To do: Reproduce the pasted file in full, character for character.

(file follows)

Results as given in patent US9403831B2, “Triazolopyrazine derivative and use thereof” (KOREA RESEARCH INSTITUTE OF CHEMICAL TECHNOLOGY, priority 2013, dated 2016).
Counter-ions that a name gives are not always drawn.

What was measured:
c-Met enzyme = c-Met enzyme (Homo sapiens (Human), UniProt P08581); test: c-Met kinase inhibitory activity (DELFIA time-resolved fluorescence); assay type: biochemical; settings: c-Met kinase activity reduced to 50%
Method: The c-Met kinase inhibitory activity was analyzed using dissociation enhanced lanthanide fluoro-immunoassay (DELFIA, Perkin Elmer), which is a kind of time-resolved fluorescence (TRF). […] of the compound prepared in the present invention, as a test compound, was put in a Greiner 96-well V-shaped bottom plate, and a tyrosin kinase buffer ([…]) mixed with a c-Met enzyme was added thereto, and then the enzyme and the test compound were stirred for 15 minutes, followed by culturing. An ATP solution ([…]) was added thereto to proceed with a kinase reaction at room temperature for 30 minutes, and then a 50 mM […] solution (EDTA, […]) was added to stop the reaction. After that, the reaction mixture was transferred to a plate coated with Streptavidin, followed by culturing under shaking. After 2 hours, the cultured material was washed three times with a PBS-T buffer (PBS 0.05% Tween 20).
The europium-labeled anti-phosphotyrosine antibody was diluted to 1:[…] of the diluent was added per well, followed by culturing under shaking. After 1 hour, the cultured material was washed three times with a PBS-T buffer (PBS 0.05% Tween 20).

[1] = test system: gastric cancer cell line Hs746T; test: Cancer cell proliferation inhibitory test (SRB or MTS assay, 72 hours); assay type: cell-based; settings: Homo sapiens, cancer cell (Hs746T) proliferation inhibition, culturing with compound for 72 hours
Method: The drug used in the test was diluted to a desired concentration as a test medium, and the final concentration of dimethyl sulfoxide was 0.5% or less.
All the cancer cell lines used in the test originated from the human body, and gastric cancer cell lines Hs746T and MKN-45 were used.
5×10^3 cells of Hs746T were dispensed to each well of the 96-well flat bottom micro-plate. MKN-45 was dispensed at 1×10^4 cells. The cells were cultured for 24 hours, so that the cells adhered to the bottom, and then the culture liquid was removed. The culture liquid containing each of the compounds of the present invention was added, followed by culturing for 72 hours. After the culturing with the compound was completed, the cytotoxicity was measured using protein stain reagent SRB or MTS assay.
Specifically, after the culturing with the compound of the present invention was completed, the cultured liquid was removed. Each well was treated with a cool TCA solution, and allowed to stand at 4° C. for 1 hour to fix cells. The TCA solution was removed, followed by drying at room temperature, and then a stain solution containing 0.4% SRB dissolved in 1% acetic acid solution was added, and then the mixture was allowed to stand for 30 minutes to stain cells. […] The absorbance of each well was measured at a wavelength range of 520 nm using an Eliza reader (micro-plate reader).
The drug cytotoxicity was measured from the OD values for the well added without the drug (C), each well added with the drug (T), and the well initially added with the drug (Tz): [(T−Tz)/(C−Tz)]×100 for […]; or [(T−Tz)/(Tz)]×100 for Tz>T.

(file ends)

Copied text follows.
Results as given in patent US9403831B2, “Triazolopyrazine derivative and use thereof” (KOREA RESEARCH INSTITUTE OF CHEMICAL TECHNOLOGY, priority 2013, dated 2016).
Counter-ions that a name gives are not always drawn.

What was measured:
c-Met enzyme = c-Met enzyme (Homo sapiens (Human), UniProt P08581); test: c-Met kinase inhibitory activity (DELFIA time-resolved fluorescence); assay type: biochemical; settings: c-Met kinase activity reduced to 50%
Method: The c-Met kinase inhibitory activity was analyzed using dissociation enhanced lanthanide fluoro-immunoassay (DELFIA, Perkin Elmer), which is a kind of time-resolved fluorescence (TRF). […] of the compound prepared in the present invention, as a test compound, was put in a Greiner 96-well V-shaped bottom plate, and a tyrosin kinase buffer ([…]) mixed with a c-Met enzyme was added thereto, and then the enzyme and the test compound were stirred for 15 minutes, followed by culturing. An ATP solution ([…]) was added thereto to proceed with a kinase reaction at room temperature for 30 minutes, and then a 50 mM […] solution (EDTA, […]) was added to stop the reaction. After that, the reaction mixture was transferred to a plate coated with Streptavidin, followed by culturing under shaking. After 2 hours, the cultured material was washed three times with a PBS-T buffer (PBS 0.05% Tween 20).
The europium-labeled anti-phosphotyrosine antibody was diluted to 1:[…] of the diluent was added per well, followed by culturing under shaking. After 1 hour, the cultured material was washed three times with a PBS-T buffer (PBS 0.05% Tween 20).

[1] = test system: gastric cancer cell line Hs746T; test: Cancer cell proliferation inhibitory test (SRB or MTS assay, 72 hours); assay type: cell-based; settings: Homo sapiens, cancer cell (Hs746T) proliferation inhibition, culturing with compound for 72 hours
Method: The drug used in the test was diluted to a desired concentration as a test medium, and the final concentration of dimethyl sulfoxide was 0.5% or less.
All the cancer cell lines used in the test originated from the human body, and gastric cancer cell lines Hs746T and MKN-45 were used.
5×10^3 cells of Hs746T were dispensed to each well of the 96-well flat bottom micro-plate. MKN-45 was dispensed at 1×10^4 cells. The cells were cultured for 24 hours, so that the cells adhered to the bottom, and then the culture liquid was removed. The culture liquid containing each of the compounds of the present invention was added, followed by culturing for 72 hours. After the culturing with the compound was completed, the cytotoxicity was measured using protein stain reagent SRB or MTS assay.
Specifically, after the culturing with the compound of the present invention was completed, the cultured liquid was removed. Each well was treated with a cool TCA solution, and allowed to stand at 4° C. for 1 hour to fix cells. The TCA solution was removed, followed by drying at room temperature, and then a stain solution containing 0.4% SRB dissolved in 1% acetic acid solution was added, and then the mixture was allowed to stand for 30 minutes to stain cells. […] The absorbance of each well was measured at a wavelength range of 520 nm using an Eliza reader (micro-plate reader).
The drug cytotoxicity was measured from the OD values for the well added without the drug (C), each well added with the drug (T), and the well initially added with the drug (Tz): [(T−Tz)/(C−Tz)]×100 for […]; or [(T−Tz)/(Tz)]×100 for Tz>T.